Industrial-scale solar power generation is economically feasible only because recent policy has brought massive taxpayer-funded subsidies to the table. Ironically, many of the names behind Big Solar that are taking advantage of this policy are familiar from the realms of of Big Oil (BP and Chevron) and big bailouts (Goldman Sachs and Morgan Stanley).
With 253 million acres in BLM-managed lands alone, it may seem that the public lands, and their potential for use, are endless. Yet much of this area is already damaged or fragmented by mining, urban encroachment, oil and gas operations, livestock grazing, motorized recreation, and other uses. Large, contiguous areas that retain their ecological integrity are increasingly rare: these are some of the areas most acutely threatened by large-scale uses such as industrial solar.
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The United States is wasting billions of dollars of American Recovery and Reinvestment Act (ARRA) cash grants and loan guarantees on very large, high-cost, high-environmental-impact, transmission-dependent desert solar thermal power plants that will be obsolete before they generate a single kilowatt-hour of electricity.
A solar strategy that would have been stateof-the-art in the 1990s, prior to the advent of low-cost solar photovoltaic (PV) power, is now being executed. This is a victory for the broad government, utility, and environmental organization support that solar thermal technology has gained over the last few decades. It is also a victory for the lobbying power of this coalition over economic common sense. Solar thermal has lost the cost-effectiveness race to solar PV. The federal government has not yet absorbed the significance of this important development.
[First published in the National Gas And Electric Journal. Reprinted with permission of the author.]
There is a widely held misconception that point-of-use distributed rooftop solar photovoltaic (PV) is too expensive, too slow to implement, and inadequate to meet our renewable energy needs, and that remote utility-scale solar power plants should be the centerpiece of our nation’s solar energy policy. The California Energy Commission has said in staff assessments of various utility-scale solar power projects that, although such projects will cause substantial and unmitigable harm to the environment, regulations normally restricting these impacts should be overridden in light of the urgency of reducing greenhouse gases and meeting California’s Renewable Portfolio Standard (RPS). Yet distributed PV can achieve the same objective without the environmental harm and at lower cost.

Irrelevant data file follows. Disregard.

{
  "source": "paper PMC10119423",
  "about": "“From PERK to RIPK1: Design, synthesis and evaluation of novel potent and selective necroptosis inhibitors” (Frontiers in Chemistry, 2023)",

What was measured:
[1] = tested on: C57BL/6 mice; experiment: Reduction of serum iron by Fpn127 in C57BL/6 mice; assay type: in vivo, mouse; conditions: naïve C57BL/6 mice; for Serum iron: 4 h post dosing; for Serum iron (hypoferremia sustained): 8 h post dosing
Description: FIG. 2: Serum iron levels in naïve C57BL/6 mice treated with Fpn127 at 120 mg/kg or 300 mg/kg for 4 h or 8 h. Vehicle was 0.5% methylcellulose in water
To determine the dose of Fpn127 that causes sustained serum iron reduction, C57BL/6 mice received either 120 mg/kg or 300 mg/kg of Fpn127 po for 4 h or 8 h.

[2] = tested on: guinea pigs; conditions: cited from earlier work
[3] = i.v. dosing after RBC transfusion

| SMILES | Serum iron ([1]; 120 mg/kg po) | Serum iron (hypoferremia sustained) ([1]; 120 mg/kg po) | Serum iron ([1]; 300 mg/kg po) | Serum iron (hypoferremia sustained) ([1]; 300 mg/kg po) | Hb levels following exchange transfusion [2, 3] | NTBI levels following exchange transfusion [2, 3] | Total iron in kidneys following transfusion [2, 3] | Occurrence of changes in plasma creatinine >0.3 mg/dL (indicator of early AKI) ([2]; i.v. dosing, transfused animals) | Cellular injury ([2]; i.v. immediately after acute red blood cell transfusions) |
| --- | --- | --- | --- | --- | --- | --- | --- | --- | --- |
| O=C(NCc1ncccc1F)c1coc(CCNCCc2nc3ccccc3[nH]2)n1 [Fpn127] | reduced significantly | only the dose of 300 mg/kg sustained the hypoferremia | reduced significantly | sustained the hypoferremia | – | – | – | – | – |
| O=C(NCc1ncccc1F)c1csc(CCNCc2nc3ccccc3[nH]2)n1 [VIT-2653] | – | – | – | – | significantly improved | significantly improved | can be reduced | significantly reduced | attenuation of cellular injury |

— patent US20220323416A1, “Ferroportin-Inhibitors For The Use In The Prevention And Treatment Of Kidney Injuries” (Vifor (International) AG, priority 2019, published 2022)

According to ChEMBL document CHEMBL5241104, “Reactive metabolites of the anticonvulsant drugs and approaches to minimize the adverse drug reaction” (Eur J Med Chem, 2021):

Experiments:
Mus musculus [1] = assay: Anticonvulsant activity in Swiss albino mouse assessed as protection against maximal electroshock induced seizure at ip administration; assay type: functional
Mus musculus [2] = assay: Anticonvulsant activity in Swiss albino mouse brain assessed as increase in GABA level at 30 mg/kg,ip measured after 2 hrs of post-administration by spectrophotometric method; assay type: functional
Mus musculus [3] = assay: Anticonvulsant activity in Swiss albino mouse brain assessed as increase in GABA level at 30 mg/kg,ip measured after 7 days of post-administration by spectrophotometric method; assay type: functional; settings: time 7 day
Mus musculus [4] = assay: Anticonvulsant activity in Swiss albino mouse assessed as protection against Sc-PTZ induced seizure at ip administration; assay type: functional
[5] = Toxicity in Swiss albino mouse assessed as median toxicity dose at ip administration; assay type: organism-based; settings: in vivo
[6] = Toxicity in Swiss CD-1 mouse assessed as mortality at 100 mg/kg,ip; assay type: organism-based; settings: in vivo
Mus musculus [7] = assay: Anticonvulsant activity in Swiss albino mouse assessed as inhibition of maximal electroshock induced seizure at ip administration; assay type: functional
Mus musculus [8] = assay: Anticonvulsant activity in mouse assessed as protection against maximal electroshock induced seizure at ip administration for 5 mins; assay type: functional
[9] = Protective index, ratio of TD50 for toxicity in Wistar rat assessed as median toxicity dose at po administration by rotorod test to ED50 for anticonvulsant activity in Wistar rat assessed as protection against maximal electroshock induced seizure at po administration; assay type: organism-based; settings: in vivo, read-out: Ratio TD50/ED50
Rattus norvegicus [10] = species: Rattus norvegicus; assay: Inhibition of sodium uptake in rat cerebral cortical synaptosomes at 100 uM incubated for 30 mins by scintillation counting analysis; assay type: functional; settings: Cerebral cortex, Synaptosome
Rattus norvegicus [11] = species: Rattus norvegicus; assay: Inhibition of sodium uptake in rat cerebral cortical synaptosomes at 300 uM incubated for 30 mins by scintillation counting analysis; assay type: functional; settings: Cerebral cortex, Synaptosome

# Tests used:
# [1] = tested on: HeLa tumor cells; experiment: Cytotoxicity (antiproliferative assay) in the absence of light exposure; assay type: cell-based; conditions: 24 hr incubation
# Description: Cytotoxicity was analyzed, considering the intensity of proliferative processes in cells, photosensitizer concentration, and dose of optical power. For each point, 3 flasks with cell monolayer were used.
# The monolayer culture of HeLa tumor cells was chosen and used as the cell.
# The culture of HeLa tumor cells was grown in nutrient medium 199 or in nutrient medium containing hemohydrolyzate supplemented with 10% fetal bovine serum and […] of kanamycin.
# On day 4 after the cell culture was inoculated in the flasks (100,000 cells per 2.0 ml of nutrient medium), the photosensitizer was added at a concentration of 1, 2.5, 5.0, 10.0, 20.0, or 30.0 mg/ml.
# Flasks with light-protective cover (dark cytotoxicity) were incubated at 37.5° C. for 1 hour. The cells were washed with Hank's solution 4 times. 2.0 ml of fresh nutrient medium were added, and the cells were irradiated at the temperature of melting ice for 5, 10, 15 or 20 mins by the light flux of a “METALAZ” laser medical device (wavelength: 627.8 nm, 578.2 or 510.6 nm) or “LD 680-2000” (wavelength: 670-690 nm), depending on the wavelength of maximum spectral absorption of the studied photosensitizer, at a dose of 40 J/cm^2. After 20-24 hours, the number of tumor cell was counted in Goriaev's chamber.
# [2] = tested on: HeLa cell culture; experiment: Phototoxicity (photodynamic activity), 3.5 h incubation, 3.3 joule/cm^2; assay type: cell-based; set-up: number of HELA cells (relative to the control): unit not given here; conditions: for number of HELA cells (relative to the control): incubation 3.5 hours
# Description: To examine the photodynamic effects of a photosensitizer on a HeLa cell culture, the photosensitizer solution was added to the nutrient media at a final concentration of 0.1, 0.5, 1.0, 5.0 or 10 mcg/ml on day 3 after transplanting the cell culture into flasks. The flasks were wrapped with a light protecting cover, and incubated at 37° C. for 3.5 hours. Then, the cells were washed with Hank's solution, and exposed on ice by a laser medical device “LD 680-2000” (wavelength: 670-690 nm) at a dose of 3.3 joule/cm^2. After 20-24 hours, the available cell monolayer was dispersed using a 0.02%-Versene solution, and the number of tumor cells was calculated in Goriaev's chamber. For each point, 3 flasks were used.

Here we summarize concerns regarding the environmental impacts of massive solar project infrastructure development in the desert. This summary is focused on California, where many projects are in process on public lands. Much of the impetus for this large number of projects comes from California’s goal of meeting 33% of its energy needs through centralized renewable energy generation — i.e., a 33% “renewable portfolio standard (RPS)” by 2015. We also include some discussion of impacts in Colorado’s San Luis Valley, another area where industrial-scale solar projects are proposed on both private and public land. Many of the impacts in these states can be extrapolated to other states.
Our deserts are irrigated by water that fell thousands of years ago, covered in vegetative assemblages that have been developing for longer than recorded human history, and some of the individual plants in them are older than the oldest bristlecone pines. Once altered, those plant communities may never return to their original state even under optimal conditions. If the desert’s aquifers and vegetative communities are forever changed, the animal wildlife that has evolved dependence on local springs, plant habitat and edible vegetation will suffer. Hundreds of thousands of acres in the desert are being studied as possible alternative energy sites. Given the permanent damage that would result from industrial energy development in desert wildlands, it’s time we stopped calling such development “renewable energy.”
In the course of their construction and normal operation, industrial-scale solar generating plants accrue their own significant greenhouse gas footprint, which must be accounted for before we can really gauge the prospective climate benefit of any such project.